Concerning “justification by faith” and somethings I’ve been learning, here is my second of three post summarizing the Justice of God by james d.g. dunn
Justice for Gentiles: Paul and Justification by Faith
In the second chapter Dunn outlines the contours of Jewish faith at the time of Christ and what exactly Paul was converted to (or rather, commissioned to), shedding light on his resultant doctrine of “justification by faith.”
the Shape of Judaism
At the time of Paul, two tenets of Judaism were taken for granted: 1) God is one; and 2) God had chosen Israel to be His special people. The second aspect, the theology of election, meant that Israel was different than the other nation, and had to sustain that distinctiveness at all costs. And this distinctiveness as marked out through the Torah, or Law. The foundation of this for Israel is not that they had to earn God’s favor and stay in His good graces, but that they were chosen to be God’s people and instrument among the nations. This election of Israel through the giving of the Law meant that the Gentiles were extremely disadvantaged, being “outside” the Law, and therefore outside God’s favor.
So, what was Paul converted from? He was converted from a ‘zealous’ attachment to Israel’s distinctiveness (separated from the Gentiles) and step up by the Law (as a boundary marker b/w Jew and Gentile, particularly circumcision and food laws). He was converted from a rigid nationalism which had forgotten that the election of Israel was meant for the benefit of the Gentiles also, not to their exclusion.
Commission, not Conversion
So, what was Paul converted to? A better question is to ask about his commission , not his conversion. On the Damascus road Paul was commissioned to preach the Gospel to the Gentiles. And it is this commissioning that changed everything. Being confronted with the risen Lord Jesus Messiah, Paul had to come to grips with theses Christians who being so friendly to Gentile, because now he was commissioned to preach to them. As we will now see, “the Christian doctrine of justification by faith begins as Paul’s protest not as an individual sinner against Jewish legalism, but as a protest on behalf of Gentiles against Jewish exclusivism” (p. 24).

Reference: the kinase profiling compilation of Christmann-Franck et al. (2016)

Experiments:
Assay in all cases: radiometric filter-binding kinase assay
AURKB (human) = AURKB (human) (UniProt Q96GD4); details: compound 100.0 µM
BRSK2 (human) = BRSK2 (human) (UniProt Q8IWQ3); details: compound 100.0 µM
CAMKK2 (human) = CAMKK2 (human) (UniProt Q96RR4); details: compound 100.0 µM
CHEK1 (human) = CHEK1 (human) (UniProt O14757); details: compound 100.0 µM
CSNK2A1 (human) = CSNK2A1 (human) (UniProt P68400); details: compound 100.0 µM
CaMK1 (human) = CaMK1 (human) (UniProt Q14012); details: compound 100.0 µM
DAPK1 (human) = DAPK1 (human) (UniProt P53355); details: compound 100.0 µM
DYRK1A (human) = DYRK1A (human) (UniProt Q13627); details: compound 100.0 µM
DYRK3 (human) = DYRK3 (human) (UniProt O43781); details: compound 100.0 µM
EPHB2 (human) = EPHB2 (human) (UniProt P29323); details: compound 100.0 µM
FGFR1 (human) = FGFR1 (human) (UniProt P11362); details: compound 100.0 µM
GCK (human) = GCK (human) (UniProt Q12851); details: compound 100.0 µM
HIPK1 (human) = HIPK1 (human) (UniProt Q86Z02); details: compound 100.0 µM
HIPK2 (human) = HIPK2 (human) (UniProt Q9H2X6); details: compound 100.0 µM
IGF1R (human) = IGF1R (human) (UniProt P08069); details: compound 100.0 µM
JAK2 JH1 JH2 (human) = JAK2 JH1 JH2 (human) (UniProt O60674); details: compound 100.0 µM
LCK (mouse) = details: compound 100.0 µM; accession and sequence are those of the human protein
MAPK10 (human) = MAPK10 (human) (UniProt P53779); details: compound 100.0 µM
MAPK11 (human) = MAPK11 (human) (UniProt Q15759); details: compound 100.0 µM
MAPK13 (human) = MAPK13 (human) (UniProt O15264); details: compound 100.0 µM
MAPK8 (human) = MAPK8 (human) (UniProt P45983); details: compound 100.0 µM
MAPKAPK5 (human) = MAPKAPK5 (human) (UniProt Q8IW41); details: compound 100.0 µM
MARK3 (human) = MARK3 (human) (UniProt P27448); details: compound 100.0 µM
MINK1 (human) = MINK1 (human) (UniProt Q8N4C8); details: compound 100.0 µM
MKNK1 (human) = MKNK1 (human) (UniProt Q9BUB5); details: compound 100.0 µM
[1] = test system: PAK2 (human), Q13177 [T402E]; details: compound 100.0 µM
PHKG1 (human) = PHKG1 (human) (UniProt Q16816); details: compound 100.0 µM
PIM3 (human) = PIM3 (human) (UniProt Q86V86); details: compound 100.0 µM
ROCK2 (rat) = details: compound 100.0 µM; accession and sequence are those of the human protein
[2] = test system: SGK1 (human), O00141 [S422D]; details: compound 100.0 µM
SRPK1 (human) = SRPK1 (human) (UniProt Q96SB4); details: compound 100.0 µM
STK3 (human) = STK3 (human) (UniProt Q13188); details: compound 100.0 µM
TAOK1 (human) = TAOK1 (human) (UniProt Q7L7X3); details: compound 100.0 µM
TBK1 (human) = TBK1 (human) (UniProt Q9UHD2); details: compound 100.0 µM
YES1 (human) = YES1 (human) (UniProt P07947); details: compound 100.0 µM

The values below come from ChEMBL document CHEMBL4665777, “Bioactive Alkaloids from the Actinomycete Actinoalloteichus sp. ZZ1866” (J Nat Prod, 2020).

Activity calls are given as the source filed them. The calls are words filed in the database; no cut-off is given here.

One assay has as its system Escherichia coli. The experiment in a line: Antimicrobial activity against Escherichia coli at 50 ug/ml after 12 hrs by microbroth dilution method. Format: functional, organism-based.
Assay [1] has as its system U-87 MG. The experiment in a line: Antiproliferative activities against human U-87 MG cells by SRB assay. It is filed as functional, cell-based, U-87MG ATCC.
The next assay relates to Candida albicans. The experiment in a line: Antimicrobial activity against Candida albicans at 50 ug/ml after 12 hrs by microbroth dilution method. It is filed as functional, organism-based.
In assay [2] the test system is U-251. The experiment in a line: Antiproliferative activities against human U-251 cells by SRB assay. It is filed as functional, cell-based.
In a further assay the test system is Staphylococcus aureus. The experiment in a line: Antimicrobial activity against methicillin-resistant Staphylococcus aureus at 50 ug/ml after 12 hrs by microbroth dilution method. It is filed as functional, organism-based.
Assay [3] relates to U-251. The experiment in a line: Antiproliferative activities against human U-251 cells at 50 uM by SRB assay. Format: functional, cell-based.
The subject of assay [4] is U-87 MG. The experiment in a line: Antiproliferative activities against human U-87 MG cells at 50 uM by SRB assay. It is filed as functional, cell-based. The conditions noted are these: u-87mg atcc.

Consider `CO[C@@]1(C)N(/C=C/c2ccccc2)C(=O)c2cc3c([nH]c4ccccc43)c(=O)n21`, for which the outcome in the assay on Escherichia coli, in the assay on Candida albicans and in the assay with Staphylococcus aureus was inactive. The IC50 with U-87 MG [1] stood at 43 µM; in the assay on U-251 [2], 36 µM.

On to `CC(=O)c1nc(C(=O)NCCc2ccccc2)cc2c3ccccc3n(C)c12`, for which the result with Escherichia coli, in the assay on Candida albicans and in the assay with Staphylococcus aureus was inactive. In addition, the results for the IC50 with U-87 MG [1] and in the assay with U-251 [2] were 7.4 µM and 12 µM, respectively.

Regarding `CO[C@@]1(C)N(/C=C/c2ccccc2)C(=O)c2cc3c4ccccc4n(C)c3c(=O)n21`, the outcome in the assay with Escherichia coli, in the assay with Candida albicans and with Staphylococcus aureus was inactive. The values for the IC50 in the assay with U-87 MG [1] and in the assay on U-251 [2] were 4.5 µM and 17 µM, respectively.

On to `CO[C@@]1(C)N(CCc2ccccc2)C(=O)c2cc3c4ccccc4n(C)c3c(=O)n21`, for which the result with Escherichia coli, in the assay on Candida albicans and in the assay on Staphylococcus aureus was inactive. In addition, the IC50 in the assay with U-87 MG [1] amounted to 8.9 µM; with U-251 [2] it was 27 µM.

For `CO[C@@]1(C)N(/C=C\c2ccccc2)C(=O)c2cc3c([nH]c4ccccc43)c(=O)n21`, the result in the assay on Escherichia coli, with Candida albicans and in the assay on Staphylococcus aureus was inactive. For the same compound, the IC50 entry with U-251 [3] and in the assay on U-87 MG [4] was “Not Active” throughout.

the Shape of Justification
Dunn now shifts gears to see what light can be shed on the Luther’s formulation of this doctrine. Justification by faith, for Paul, was not merely the conviction that sinners cannot rely on their own merit to earn God’s favor (although Paul would certainly agree with this). Rather, it is the conviction that God grace is not limited to a particular people (defined as those who follow the Law), but that God’s goodness and mercy is open to all people through Faith. One of the main points (and the one forgotten by the Reformation) is that one doesn’t have to change cultures to be accepted by God (i.e. change from a Gentile into a Jew to be saved). Rather, through Christ, all are justified by faith, b/c God’s grace is not locked into a certain people, but mediated through a certain person, our Lord Jesus Christ, Son of God, Messiah, Savior.
(So, what does this mean for preaching the gospel and discipling the faithful? What implications does this have? what do you all think?)